WASHINGTON – The U.S. Supreme Court has been asked to hear
a case related to the removal of a 1/64 Native American girl from her potential
adoptive family in accordance with the Indian Child Welfare Act (ICWA).
The U.S. Supreme Court was asked to hear the case after
California’s high court refused to do so.
"One can’t say why the California Supreme Court refused to
take the case, but the court has virtually never taken a case involving the
Indian Child Welfare Act – even though there is a major division between the
lower state courts regarding the 'Existing Indian Family Doctrine,' which is an
important part of how the act works,” Goldwater Institute vice president for
litigation Timothy Sandefur told the Northern
The Goldwater Institute wrote a friend of the court brief in
the case, stating that, although the Constitution mandates equal legal
treatment of all citizens, regardless of their racial ancestry, the ICWA establishes
a separate set of rules for foster care, adoption, and protection for abused or
neglected children, if those children are deemed to be “Indian children.”
The institute said these separate rules include different
jurisdictional standards, rules requiring that children be reunited with birth parents who have abused or neglected them, greater evidentiary burdens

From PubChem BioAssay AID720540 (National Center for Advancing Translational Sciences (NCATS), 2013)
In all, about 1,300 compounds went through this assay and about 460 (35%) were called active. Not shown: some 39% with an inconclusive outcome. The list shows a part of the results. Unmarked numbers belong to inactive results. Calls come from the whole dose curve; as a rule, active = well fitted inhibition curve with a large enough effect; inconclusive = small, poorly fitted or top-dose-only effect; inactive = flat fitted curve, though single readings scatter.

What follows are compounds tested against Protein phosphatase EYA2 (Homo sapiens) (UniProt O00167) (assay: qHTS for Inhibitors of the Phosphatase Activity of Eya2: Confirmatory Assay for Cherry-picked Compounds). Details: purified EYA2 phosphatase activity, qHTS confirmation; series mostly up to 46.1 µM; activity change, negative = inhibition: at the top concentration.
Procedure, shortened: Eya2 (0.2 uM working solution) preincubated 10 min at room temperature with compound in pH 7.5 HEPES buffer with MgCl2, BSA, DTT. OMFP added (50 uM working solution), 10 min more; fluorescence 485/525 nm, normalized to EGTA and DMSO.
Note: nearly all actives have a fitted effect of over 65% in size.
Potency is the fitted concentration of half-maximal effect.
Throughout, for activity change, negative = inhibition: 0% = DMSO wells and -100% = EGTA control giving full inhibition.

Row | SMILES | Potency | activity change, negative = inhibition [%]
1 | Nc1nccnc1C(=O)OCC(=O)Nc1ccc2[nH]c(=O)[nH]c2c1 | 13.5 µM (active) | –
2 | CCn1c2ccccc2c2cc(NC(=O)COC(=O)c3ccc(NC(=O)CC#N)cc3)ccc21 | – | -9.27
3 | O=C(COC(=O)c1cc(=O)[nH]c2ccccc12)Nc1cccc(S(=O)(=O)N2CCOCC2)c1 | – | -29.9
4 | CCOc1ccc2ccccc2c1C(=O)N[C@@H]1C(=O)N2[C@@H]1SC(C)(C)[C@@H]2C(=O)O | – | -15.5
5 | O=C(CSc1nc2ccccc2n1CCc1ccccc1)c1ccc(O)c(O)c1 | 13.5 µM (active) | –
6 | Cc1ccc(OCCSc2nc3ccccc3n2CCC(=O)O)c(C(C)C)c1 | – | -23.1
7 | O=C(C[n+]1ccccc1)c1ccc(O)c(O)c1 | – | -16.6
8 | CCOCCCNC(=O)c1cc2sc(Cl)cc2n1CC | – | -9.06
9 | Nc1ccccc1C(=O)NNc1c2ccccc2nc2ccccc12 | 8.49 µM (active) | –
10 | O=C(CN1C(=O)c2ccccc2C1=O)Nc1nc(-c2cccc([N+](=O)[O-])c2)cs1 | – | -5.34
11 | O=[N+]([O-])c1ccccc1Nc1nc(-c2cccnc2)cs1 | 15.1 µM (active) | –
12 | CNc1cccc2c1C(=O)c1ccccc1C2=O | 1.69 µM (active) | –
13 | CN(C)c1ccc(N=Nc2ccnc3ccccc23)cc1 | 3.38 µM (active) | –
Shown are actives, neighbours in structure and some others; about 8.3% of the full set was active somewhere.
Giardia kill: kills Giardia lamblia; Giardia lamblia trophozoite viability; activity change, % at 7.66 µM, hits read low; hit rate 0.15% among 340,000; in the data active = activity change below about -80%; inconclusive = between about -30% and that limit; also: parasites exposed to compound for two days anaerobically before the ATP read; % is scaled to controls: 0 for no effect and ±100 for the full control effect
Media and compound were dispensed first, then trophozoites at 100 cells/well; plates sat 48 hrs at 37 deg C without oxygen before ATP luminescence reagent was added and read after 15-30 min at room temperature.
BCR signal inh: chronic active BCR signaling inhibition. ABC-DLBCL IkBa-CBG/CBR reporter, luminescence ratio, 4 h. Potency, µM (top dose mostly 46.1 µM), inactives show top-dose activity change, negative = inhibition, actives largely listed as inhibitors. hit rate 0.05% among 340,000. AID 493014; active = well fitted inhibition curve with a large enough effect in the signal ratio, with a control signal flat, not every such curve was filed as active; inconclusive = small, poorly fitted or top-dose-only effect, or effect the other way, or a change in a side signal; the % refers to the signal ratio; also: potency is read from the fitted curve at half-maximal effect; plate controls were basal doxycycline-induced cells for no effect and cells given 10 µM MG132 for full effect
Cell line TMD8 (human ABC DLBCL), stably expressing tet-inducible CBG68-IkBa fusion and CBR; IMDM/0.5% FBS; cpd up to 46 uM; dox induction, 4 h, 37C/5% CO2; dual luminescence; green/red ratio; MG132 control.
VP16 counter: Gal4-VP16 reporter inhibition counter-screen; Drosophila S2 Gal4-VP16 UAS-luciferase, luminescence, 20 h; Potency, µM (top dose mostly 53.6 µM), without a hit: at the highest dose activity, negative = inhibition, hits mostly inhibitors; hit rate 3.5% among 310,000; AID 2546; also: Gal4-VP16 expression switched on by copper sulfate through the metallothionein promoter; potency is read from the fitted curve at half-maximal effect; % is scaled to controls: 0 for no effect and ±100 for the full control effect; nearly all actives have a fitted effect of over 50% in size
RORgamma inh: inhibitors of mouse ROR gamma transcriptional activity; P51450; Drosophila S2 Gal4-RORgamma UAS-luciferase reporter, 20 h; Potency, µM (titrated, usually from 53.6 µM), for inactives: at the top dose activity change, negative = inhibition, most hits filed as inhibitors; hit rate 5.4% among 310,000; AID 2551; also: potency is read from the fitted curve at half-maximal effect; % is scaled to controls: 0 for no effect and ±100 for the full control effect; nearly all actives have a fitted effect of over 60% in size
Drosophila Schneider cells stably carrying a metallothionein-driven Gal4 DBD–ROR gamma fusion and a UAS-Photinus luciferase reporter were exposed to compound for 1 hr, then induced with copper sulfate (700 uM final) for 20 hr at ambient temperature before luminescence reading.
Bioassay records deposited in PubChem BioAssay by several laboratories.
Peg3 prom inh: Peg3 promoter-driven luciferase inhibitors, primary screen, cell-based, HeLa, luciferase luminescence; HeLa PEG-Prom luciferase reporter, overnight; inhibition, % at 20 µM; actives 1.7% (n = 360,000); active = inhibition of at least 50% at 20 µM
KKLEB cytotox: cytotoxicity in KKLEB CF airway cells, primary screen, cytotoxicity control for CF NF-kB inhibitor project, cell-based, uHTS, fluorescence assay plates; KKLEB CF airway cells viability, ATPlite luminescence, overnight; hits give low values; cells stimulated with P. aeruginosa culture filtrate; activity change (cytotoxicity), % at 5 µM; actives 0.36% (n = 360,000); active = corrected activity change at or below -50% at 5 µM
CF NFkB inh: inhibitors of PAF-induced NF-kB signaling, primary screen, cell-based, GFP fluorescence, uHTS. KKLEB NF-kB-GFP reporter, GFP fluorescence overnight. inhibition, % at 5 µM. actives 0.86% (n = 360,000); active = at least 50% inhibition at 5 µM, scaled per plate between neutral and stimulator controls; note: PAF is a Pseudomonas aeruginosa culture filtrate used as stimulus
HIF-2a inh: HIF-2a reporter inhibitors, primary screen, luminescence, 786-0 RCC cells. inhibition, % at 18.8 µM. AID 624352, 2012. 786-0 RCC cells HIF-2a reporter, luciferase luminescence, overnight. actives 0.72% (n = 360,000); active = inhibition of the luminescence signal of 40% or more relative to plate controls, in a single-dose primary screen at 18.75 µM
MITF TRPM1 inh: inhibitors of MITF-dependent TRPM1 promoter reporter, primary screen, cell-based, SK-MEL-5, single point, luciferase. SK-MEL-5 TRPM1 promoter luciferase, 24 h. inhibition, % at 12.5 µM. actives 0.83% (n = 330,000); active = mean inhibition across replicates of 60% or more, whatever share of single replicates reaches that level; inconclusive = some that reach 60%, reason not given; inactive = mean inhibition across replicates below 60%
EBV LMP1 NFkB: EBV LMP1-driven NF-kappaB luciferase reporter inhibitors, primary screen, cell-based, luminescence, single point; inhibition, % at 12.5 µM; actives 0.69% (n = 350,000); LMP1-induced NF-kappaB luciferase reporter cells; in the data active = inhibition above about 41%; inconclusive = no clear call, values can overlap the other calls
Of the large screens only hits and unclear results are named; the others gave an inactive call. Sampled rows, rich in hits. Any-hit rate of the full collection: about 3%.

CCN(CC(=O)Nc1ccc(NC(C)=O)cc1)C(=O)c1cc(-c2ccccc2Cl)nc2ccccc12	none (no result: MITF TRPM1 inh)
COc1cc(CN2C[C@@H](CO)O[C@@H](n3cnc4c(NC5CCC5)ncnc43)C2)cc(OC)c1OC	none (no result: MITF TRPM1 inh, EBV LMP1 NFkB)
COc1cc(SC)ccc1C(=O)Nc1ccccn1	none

imposed on child protection workers and termination of parental rights in
preparation for adoption.
In addition, the institute said, the ICWA calls for “race-based
placement preferences for foster care or adoption of Indian children.”
Sandefur said Goldwater believes the case of the girl, named
Lexi, presents a striking example of the problems that result from the ICWA.
“That law deprives children of Native American ancestry of
the protections of the ‘best interests of the child’ standard, simply because
their great-great-great-great etc., grandparents were American Indians,”
Sandefur said the California courts created a “separate but
equal” rule in Lexi’s case, declaring that her best interests are only “one of
a constellation of factors” that judges should consider when deciding whether
to remove her from the home where she has lived for four of the six years of
“The Indian Child Welfare Act makes it harder to protect children
with Native American ancestry from abuse or neglect, forces state child welfare
workers to return Indian children to the families that have abused them, and
makes it harder for Native American kids in foster care to find the permanent
adoptive homes they need,” Sandefur said.
He said the institute’s brief asked the Supreme Court to
take this case to address the question of whether it is constitutional to subject
American Indian children to this separate-and-substandard set of rules based
solely on their race.
In addition to lending support to Lexi’s case, Sandefur said
the Goldwater Institute is currently litigating a federal class action lawsuit in
Phoenix challenging the constitutionality of the ICWA.
After Lexi’s biological parents were convicted on drug
charges, the girl lived in several foster homes, ultimately
arriving at the home of Rusty and Summer Page. The Pages decided to adopt Lexi,
but the Choctaw Tribe intervened and she was placed with her father’s stepcousins,
who are not Native American.